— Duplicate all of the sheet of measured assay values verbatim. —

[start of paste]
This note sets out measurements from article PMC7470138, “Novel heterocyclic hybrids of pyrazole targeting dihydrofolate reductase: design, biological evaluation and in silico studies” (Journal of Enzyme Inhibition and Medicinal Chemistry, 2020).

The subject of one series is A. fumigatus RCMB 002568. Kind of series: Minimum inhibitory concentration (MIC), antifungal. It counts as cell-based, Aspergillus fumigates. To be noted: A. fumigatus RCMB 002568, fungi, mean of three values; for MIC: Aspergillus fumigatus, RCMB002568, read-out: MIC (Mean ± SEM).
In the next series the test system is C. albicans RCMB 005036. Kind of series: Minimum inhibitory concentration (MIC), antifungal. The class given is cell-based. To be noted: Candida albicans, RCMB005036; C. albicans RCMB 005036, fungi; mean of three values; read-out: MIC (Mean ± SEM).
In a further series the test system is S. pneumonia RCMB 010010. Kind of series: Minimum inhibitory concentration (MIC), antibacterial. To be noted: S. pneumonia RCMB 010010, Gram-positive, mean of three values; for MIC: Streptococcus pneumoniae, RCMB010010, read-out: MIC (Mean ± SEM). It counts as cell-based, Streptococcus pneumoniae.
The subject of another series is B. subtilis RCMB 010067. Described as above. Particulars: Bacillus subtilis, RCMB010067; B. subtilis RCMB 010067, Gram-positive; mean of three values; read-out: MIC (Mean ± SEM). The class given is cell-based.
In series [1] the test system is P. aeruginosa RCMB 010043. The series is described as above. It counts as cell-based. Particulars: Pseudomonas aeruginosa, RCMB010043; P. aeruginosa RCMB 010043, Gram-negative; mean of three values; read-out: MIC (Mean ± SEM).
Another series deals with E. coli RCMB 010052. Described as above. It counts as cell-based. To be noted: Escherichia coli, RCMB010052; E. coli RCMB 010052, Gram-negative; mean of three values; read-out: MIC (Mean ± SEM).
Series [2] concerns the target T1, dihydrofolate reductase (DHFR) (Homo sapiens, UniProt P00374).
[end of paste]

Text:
This note sets out measurements from article PMC7470138, “Novel heterocyclic hybrids of pyrazole targeting dihydrofolate reductase: design, biological evaluation and in silico studies” (Journal of Enzyme Inhibition and Medicinal Chemistry, 2020).

The subject of one series is A. fumigatus RCMB 002568. Kind of series: Minimum inhibitory concentration (MIC), antifungal. It counts as cell-based, Aspergillus fumigates. To be noted: A. fumigatus RCMB 002568, fungi, mean of three values; for MIC: Aspergillus fumigatus, RCMB002568, read-out: MIC (Mean ± SEM).
In the next series the test system is C. albicans RCMB 005036. Kind of series: Minimum inhibitory concentration (MIC), antifungal. The class given is cell-based. To be noted: Candida albicans, RCMB005036; C. albicans RCMB 005036, fungi; mean of three values; read-out: MIC (Mean ± SEM).
In a further series the test system is S. pneumonia RCMB 010010. Kind of series: Minimum inhibitory concentration (MIC), antibacterial. To be noted: S. pneumonia RCMB 010010, Gram-positive, mean of three values; for MIC: Streptococcus pneumoniae, RCMB010010, read-out: MIC (Mean ± SEM). It counts as cell-based, Streptococcus pneumoniae.
The subject of another series is B. subtilis RCMB 010067. Described as above. Particulars: Bacillus subtilis, RCMB010067; B. subtilis RCMB 010067, Gram-positive; mean of three values; read-out: MIC (Mean ± SEM). The class given is cell-based.
In series [1] the test system is P. aeruginosa RCMB 010043. The series is described as above. It counts as cell-based. Particulars: Pseudomonas aeruginosa, RCMB010043; P. aeruginosa RCMB 010043, Gram-negative; mean of three values; read-out: MIC (Mean ± SEM).
Another series deals with E. coli RCMB 010052. Described as above. It counts as cell-based. To be noted: Escherichia coli, RCMB010052; E. coli RCMB 010052, Gram-negative; mean of three values; read-out: MIC (Mean ± SEM).
Series [2] concerns the target T1, dihydrofolate reductase (DHFR) (Homo sapiens, UniProt P00374).